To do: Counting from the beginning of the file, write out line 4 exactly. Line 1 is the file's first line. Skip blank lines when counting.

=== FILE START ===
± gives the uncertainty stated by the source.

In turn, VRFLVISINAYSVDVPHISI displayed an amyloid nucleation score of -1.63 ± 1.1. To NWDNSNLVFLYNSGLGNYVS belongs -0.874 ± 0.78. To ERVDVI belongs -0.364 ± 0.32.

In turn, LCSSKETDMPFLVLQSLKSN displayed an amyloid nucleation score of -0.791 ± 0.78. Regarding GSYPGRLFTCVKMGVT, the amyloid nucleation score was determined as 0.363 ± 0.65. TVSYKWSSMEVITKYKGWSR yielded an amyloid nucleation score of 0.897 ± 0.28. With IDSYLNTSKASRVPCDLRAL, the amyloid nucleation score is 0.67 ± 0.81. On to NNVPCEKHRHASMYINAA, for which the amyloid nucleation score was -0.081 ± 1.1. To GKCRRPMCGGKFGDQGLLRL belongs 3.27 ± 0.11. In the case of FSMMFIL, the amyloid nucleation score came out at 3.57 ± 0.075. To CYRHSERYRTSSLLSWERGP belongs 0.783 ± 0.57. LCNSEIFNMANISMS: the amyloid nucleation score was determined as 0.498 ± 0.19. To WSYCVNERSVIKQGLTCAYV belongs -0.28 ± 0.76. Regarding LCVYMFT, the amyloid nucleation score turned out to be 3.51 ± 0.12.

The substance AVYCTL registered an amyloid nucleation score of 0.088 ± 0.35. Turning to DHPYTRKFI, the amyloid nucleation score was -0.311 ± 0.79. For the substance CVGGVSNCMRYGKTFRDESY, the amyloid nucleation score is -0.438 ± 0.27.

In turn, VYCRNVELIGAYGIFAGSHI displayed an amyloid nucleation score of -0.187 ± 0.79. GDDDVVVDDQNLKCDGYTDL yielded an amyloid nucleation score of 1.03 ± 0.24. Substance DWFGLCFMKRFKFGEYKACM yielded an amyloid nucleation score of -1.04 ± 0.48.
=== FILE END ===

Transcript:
The substance AVYCTL registered an amyloid nucleation score of 0.088 ± 0.35. Turning to DHPYTRKFI, the amyloid nucleation score was -0.311 ± 0.79. For the substance CVGGVSNCMRYGKTFRDESY, the amyloid nucleation score is -0.438 ± 0.27.